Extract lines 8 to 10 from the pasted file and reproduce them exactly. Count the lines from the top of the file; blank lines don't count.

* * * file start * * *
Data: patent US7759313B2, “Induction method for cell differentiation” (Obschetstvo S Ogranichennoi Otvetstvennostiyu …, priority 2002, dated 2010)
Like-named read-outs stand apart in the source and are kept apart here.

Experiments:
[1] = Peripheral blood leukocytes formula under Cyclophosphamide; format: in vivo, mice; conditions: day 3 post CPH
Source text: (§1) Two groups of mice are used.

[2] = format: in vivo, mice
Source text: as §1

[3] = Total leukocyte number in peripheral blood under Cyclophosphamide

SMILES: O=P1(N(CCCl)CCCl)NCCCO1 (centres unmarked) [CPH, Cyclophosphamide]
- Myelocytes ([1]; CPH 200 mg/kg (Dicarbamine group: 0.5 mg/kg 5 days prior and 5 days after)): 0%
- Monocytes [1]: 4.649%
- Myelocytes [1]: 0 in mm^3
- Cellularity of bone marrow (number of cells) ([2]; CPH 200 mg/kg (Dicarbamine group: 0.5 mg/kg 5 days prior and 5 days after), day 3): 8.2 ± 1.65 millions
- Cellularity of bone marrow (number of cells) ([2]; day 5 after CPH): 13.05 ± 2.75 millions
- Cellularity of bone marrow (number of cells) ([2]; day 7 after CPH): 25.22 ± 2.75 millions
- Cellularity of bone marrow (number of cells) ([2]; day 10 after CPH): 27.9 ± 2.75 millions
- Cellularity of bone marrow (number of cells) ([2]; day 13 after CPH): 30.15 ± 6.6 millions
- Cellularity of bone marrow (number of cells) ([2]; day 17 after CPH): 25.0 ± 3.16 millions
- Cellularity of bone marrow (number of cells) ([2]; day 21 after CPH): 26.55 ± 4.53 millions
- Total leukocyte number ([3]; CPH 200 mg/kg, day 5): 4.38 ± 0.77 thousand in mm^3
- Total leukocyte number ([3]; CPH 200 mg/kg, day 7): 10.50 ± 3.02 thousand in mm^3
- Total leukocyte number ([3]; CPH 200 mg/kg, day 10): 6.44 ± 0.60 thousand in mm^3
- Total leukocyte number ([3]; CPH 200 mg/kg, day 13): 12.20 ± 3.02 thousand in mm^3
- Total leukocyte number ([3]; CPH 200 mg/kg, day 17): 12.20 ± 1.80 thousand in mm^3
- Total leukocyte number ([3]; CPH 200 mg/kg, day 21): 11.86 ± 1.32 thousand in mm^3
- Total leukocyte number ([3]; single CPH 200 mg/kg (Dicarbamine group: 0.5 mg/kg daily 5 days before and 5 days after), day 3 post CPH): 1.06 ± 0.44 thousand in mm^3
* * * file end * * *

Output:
[3] = Total leukocyte number in peripheral blood under Cyclophosphamide

SMILES: O=P1(N(CCCl)CCCl)NCCCO1 (centres unmarked) [CPH, Cyclophosphamide]
- Myelocytes ([1]; CPH 200 mg/kg (Dicarbamine group: 0.5 mg/kg 5 days prior and 5 days after)): 0%